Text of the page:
BUST was lucky enough to speak to Audrey Tautou, star of Amélie and Coco Before Chanel, about her upcoming film, Thérèse, due out stateside tomorrow, Friday, August 23rd.
Based on the novel by François Mauriac, Thérèse tells the story of a 1920s French wife, played by Audrey Tautou, who becomes bored with her new life, husband, and family. Helmed by the late director Claude Miller, the film explores what marriage and the individual self in that time period meant to society, and to Thérèse.
Her marriage is, at its surface, a business transaction: her family owns a large portion of the wooded pines in her village, and her husband-to-be, Bernard (Gilles Lellouche), has the adjacent portion. As a couple, they merge their properties and their lives, without knowing how they would fit together. There is no doubt that Thérèse has to marry Bernard, says Tautou in our interview. “This is clear for her. And there’s so many other things which are not clear in her head, but this thing is clear. That’s the only thing she’s sure about.”
When Anne—Thérèse’s best friend and sister-in-law—divulges her sultry and socially unacceptable affair with Jean, a poetic deep soul who lives in a hut along the water, the story really begins. “It’s the beginning of a bouleversant, an earthquake,” explains Anne Miller, the director’s widow. Knowledge of the affair opens Thérèse’s eyes to something beyond the practicalities of the life in which she’s immersed. She realizes her unhappiness and wants some sort of escape, though society wouldn’t necessarily allow it. “She doesn’t want Bernard because she’s jealous of this love,” Miller says.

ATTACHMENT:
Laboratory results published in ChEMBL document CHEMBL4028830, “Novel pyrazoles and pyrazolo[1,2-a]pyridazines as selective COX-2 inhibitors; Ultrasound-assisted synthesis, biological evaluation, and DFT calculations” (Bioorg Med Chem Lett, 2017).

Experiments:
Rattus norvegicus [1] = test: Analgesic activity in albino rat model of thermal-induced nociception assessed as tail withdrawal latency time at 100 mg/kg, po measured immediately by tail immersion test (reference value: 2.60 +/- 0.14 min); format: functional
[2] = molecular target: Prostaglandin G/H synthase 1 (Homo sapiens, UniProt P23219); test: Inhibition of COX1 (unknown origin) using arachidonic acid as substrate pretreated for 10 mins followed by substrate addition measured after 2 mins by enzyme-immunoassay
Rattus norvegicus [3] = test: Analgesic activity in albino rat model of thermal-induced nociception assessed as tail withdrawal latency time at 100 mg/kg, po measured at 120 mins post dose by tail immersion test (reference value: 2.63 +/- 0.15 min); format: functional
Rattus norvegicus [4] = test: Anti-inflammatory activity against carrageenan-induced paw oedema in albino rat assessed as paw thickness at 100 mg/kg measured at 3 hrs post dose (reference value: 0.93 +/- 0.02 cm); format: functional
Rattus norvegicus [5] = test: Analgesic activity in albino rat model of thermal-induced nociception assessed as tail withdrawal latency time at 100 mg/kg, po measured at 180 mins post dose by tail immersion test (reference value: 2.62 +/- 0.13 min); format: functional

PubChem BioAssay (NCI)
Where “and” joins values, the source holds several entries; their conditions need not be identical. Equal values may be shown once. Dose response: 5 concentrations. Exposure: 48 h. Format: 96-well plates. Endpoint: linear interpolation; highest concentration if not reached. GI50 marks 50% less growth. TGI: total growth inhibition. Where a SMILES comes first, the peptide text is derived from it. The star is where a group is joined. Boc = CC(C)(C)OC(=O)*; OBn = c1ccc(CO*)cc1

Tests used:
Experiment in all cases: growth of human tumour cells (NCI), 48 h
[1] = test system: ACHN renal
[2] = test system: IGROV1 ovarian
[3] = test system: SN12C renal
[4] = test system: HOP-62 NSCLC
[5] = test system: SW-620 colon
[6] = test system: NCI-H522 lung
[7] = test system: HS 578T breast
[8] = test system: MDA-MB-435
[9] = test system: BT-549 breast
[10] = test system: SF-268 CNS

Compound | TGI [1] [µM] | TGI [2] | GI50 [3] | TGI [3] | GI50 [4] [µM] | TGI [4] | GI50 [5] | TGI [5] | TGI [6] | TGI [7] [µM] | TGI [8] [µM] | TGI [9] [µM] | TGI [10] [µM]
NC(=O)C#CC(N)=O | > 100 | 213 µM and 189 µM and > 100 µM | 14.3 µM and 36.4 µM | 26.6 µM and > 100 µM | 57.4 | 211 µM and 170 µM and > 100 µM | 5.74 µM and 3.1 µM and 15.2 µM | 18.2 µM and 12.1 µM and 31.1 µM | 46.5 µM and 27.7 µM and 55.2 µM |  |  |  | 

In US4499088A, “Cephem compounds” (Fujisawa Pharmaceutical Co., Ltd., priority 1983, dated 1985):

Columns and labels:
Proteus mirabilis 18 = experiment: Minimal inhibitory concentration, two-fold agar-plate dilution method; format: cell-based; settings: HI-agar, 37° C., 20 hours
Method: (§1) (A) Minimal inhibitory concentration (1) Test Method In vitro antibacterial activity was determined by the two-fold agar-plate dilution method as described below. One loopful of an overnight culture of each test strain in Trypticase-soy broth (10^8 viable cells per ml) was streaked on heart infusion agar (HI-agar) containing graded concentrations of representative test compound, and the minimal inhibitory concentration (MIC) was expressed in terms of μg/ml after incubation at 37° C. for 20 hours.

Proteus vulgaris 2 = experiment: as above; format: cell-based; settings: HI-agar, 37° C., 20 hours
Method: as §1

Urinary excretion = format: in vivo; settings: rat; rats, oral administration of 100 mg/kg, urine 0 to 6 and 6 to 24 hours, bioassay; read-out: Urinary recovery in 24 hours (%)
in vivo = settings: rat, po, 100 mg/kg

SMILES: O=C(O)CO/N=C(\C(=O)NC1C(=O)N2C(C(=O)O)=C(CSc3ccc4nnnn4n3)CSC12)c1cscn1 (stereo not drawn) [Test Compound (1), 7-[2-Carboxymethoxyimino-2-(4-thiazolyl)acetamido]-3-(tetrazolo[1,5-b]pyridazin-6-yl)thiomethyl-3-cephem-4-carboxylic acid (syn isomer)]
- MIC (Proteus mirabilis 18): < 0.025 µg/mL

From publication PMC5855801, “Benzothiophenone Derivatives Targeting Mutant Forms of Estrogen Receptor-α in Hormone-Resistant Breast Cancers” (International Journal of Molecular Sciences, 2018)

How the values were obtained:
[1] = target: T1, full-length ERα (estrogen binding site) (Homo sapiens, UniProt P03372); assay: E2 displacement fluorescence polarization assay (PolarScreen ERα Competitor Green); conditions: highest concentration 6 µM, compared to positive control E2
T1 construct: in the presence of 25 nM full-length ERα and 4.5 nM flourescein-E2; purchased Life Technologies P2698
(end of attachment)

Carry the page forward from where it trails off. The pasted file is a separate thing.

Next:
Armed with this new information, Thérèse becomes introverted and distant from her surroundings. At one point in the film, as a massive fire rages around the properties and everyone is running around her in panic, she is calmly sitting at the kitchen table, cracking nuts. “She doesn’t behave with them, she stops playing the part, but she is still an audience to their show. She’s outside of the scene,” Tautou says. “She has her own rhythm.”
To get into Thérèse’s mindset, Tautou decided to write out Thérèse’s inner monologue along the side of her script; she learned both her lines and this unspoken dialogue simultaneously. “Thérèse is convinced that, first, nobody would listen to her,” says Tautou, “and secondly, nobody would understand her. So it’s hopeless. She’s a woman who’s against compromise, and that’s her honesty, which is a weakness in this society. She has a lot of integrity.”
“Nowadays, it’s too easy to separate,” Miller says, when asked about marriage today. “To be with a person, it’s work. I am not against marriage because you are the same culture, the same humor. It’s important because, love at first sight, it’s just two or three years, and after, you have to have stability, of what you think, of what you resent, of the same humor. It’s better if you are in love with this person.”
Thérèse opens in limited release on Friday, August 23rd.
The opinions expressed on the BUST blog are those of the authors themselves and do not necessarily reflect the position of BUST Magazine or its staff.
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